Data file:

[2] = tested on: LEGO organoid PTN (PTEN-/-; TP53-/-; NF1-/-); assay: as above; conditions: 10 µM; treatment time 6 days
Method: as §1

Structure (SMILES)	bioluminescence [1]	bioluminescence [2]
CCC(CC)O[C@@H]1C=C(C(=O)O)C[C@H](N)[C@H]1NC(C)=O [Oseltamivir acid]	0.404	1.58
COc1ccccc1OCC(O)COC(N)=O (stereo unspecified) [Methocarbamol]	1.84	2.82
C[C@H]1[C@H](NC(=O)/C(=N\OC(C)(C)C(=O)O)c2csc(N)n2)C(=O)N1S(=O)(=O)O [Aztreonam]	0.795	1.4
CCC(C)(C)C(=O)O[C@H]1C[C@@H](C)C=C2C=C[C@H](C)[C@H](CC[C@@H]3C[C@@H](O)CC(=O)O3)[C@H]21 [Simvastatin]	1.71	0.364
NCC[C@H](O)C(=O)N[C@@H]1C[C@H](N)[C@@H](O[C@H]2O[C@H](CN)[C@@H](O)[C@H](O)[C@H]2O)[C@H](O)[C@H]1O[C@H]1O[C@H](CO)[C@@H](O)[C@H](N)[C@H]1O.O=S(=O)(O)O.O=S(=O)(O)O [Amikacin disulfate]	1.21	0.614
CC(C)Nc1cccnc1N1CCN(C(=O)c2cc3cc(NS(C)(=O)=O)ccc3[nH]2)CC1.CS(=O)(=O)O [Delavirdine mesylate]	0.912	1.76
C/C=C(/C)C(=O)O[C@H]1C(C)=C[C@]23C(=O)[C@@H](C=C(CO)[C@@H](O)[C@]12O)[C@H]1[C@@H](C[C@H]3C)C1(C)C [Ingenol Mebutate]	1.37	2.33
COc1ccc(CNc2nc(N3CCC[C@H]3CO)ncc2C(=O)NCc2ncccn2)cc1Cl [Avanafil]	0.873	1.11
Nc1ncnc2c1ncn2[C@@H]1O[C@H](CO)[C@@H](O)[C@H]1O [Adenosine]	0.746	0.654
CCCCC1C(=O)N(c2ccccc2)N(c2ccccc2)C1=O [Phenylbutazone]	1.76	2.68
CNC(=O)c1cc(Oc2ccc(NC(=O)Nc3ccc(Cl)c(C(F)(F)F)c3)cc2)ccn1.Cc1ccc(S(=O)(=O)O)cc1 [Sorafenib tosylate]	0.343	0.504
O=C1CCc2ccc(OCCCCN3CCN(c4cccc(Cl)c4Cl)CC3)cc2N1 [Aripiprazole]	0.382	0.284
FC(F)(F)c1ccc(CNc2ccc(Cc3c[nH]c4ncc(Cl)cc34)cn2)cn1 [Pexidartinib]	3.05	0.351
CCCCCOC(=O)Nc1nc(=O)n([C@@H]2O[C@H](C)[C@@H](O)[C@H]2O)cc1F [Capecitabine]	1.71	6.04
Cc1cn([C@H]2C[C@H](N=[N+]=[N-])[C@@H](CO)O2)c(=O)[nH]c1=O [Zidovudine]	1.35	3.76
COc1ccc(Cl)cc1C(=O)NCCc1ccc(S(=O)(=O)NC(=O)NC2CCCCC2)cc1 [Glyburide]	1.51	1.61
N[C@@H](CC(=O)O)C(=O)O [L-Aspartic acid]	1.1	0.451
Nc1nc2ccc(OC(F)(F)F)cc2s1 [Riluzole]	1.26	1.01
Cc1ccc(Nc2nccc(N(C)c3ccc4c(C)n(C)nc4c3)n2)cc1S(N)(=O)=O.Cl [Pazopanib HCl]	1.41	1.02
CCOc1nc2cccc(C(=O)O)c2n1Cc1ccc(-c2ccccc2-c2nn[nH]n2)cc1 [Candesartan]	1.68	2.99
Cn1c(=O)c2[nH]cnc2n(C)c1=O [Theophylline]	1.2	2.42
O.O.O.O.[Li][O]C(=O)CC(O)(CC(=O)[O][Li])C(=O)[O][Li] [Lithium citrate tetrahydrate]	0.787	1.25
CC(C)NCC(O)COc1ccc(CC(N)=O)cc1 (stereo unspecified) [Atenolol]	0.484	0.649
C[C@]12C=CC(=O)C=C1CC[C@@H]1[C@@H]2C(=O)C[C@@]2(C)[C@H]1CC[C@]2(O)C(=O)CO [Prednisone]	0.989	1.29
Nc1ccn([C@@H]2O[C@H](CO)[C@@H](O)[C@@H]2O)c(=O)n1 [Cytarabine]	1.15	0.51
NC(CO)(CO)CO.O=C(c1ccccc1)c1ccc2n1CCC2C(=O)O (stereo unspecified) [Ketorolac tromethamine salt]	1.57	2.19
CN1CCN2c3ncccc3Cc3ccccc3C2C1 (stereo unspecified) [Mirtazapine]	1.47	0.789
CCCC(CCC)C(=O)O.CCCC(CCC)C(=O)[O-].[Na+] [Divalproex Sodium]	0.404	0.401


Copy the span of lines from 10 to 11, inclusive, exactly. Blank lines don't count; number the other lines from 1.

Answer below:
C/C=C(/C)C(=O)O[C@H]1C(C)=C[C@]23C(=O)[C@@H](C=C(CO)[C@@H](O)[C@]12O)[C@H]1[C@@H](C[C@H]3C)C1(C)C [Ingenol Mebutate]	1.37	2.33
COc1ccc(CNc2nc(N3CCC[C@H]3CO)ncc2C(=O)NCc2ncccn2)cc1Cl [Avanafil]	0.873	1.11